As I type this, I’m thinking, “Really? Do I really have to address this?”
Something which I’ve noticed over the last six months is that when a controversial topic emerges within one of gal-dem’s articles, the immediate response is to hold all women of colour accountable, whether these be comments or messages from friends directly to myself and other members of the team.
These have all been opinion pieces, in which we allow for the diverse body of lived experiences, thoughts and opinions of the women of colour who contribute for us to be showcased. The ethos behind gal-dem is to open up the varied thoughts and opinions of individuals (who wouldn’t normally be represented) to a large audience. As the editor-in-chief, this is not about me reproducing my thoughts and feelings; I’m here to learn, engage and discuss interesting topics with our writers as much as everyone else. Mainstream media tends to homogenise what it means to be a woman, and even more so what it means to be a woman of colour, something which we are directly aiming to counter.
Perhaps the difficulty in dividing the opinion of one writer from the opinion of every other, or every woman of colour lies in the fact that there aren’t many publications which solely centre the voices of writers of colour. I can’t imagine a time where the Guardian or Vice are asked to write disclaimers under their opinion pieces stating that they are not representative of the voices of all those from the same racial grouping, class background or gender as the writer. Opinions are exactly that, they are not facts. And yes, despite my left-wing political stance, I would allow for a Conservative woman of colour to offer her opinion (not that we’ve received pitches from this camp to date), provided it has been well-researched, is convincing and fits in with our editorial style.
gal-dem as a publication is a celebration of diversity, a celebration of our similarities and differences, and as we grow, I hope to spark more conversations around topics which aren’t always discussed through mainstream channels. Debate is healthy, and I love nothing more than to see people actively engaging with our pieces, whether they agree with that particular perspective or not. I’d just ask people to bear in mind that we cannot speak on behalf of all women of colour, as a team, and on the basic level as human beings we have internal debates. Not all women of colour think the same.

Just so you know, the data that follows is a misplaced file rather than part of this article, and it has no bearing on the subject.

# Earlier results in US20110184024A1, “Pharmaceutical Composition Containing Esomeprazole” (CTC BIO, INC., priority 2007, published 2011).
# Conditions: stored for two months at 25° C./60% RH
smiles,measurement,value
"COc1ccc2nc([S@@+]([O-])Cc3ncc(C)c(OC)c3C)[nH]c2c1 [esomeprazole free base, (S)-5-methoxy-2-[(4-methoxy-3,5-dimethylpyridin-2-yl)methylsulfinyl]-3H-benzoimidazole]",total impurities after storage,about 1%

We are thinking of starting a column called #askgaldem where in turn, our writers will offer their opinions on questions which are frequently thrown our way. Let us know if this is something which you might be interested in!
Some of the comments we have received so far include things like:
“I think black women are beautiful more over all women more over all people (to an extent), why is it that beautiful black women with traditional black features are so rarely admired in western media/culture?”
“I’m now in place where I have decided to cut off most of my friends because they’re micro aggressors, they choose not to be educated, and make caviler statements. Not to mention they try to argue with me about black history. I’m not in school currently, just working and I’m not in any place to make any like-minded friends. How do you suggest making friends and fighting severe isolation? I spend a lot of time composing music and building my throne from my room but the lack of human interaction is driving me crazy.”
“Do you think that calling people out for cultural appropriation is counter-productive? I never felt possessive over my culture and loved other people trying bits out (even if they look silly to me) but now I feel like I SHOULD be offended. This is really just making my culture more and more separate rather than the melting pot that spreads acceptance and love and tolerance. It sometimes feels like PoC have started their own ‘you can’t sit with us’ cult. And no one ever mentions white people of unique cultures? Like the whole world claiming they are Irish on St Patrick’s day.”
We are always looking for interesting writers to add their opinions to these debates, if you have any pitches – send them in to firstname.lastname@example.org.